Konkomba (Bekpokpam) history, culture, religion, economy
Dagomba history, culture, religion, economy
Gonja history, culture, religion, economy; Salaga and Kafaba
Asante history, culture, religion, economy, judicial process, "human sacrifice"
Languages, principally Twi (Asante and Fanti)Trade: across the Sahara, Hausa trade, the kola trade and Asante trade with the Fanti and the Europeans
The technology of warfare in Asante and Dagbon
African traditional religion
Gold mining in Asante and gold in Asante culture
The role of women in West Africa and in the Slave Trade
Architecture and society in Yendi, Kafaba, Salaga, Kumase and Elmina.
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Joseph C. Miller, History and Africa /Africa and History
JOSEPH C. MILLER,
President, American Historical Association (University of Virginia)
Address, American Historical Association,
DC, 8 January 1999
My story begins at the end of the nineteenth century against the familiar background of the birth of the modern discipline of history, in transition between theological-philosophical speculation on the human condition and a sometimes comparably absolute faith in the evidence of human progress to be discovered in empirical data. Both tendencies specifically excluded most of Africa from their parallel meta-narrative of human achievement and divine favor that in Christian Europe they celebrated. They did so through the deterministic rationale of race that was utterly pervasive in western culture at the time, with support from climatic and other determinisms, and from presumed geographical isolation from primal centers of ancient Mediterranean civilization at the base of Europe's own historical success. These historians attempted to distinguish their secular and "scientific" inquiries from more doctrinaire tests of validity by inductive strategies focused on the monumental construction, literacy, and militarized political expansiveness taken to constitute human achievement at the end of the nineteenth century. By these high and mighty standards, Africans had only "unrewarding gyrations of barbarous tribes in picturesque but irrelevant corners of the globe".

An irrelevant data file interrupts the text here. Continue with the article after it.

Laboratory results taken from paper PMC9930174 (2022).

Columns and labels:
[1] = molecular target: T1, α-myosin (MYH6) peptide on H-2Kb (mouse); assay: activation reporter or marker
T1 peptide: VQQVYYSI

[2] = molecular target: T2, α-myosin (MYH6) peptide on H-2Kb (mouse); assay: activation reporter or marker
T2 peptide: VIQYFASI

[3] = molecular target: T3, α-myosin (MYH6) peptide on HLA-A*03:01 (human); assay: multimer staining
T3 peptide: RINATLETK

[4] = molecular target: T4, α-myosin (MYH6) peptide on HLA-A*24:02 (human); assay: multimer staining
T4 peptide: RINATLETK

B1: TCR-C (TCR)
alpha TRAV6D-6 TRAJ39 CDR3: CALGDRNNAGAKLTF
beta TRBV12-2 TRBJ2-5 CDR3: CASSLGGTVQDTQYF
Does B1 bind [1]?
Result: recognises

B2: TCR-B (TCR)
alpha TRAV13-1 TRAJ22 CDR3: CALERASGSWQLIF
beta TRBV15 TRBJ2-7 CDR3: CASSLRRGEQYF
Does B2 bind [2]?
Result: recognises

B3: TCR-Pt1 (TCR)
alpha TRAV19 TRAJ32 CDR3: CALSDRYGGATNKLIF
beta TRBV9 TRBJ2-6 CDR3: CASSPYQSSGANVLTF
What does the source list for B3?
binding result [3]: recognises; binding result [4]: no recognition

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The irony of this founding generation's historical efforts, in a discipline still then defined almost exclusively by methods of documentary criticism, and thus by sources recognized by their literate form, was that writings about Africa were largely those of Europeans. They were the perceptions of naive outsiders. Further, the documents for Africa were still often more than tinged by racist agendas. Modern Europeans' writings were also compromised by uses being made of them in the existing fields of colonial and imperial history to lionize Europe's civilizing mission around the globe. Documents of any sort thus seemed inherently suspect, and even these by European standards were rare for the greatest part of Africa's past.